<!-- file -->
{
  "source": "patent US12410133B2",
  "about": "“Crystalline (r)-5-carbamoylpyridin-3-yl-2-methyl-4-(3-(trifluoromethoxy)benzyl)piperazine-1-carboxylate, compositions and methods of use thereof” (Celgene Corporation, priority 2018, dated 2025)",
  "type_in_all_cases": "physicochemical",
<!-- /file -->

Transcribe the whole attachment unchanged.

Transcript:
{
  "source": "patent US12410133B2",
  "about": "“Crystalline (r)-5-carbamoylpyridin-3-yl-2-methyl-4-(3-(trifluoromethoxy)benzyl)piperazine-1-carboxylate, compositions and methods of use thereof” (Celgene Corporation, priority 2018, dated 2025)",
  "type_in_all_cases": "physicochemical",